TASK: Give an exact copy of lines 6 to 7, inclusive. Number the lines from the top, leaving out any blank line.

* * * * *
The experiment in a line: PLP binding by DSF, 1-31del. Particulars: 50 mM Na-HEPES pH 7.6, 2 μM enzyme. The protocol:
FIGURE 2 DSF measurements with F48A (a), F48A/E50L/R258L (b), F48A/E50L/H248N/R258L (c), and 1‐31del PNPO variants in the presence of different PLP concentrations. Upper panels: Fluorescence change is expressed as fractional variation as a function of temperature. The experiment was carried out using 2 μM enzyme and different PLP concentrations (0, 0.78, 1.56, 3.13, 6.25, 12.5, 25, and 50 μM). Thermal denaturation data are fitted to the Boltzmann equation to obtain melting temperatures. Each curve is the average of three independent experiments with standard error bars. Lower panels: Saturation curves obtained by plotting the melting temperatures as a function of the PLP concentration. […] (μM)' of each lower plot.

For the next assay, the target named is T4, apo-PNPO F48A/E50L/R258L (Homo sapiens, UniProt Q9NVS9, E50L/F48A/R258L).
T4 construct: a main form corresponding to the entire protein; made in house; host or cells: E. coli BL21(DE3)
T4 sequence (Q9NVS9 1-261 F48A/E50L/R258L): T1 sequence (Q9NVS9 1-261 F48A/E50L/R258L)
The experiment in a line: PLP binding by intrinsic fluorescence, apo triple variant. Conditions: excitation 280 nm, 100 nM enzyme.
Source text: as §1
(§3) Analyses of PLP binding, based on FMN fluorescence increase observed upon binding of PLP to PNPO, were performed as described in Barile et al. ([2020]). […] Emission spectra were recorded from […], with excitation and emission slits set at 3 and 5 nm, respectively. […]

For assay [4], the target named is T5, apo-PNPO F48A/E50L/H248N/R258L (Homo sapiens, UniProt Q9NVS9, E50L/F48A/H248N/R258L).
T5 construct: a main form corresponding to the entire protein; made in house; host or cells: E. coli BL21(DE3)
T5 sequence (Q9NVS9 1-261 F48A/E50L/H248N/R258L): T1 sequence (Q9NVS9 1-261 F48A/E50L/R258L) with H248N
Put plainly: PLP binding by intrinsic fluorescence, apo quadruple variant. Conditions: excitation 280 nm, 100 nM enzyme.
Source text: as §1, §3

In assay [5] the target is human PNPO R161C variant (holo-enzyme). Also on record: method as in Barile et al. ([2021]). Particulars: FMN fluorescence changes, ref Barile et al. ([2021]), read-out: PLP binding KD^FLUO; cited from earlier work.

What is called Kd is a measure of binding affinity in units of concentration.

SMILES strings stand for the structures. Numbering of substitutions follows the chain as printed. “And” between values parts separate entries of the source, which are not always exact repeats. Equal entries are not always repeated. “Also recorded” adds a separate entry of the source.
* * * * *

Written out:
The experiment in a line: PLP binding by intrinsic fluorescence, apo triple variant. Conditions: excitation 280 nm, 100 nM enzyme.
Source text: as §1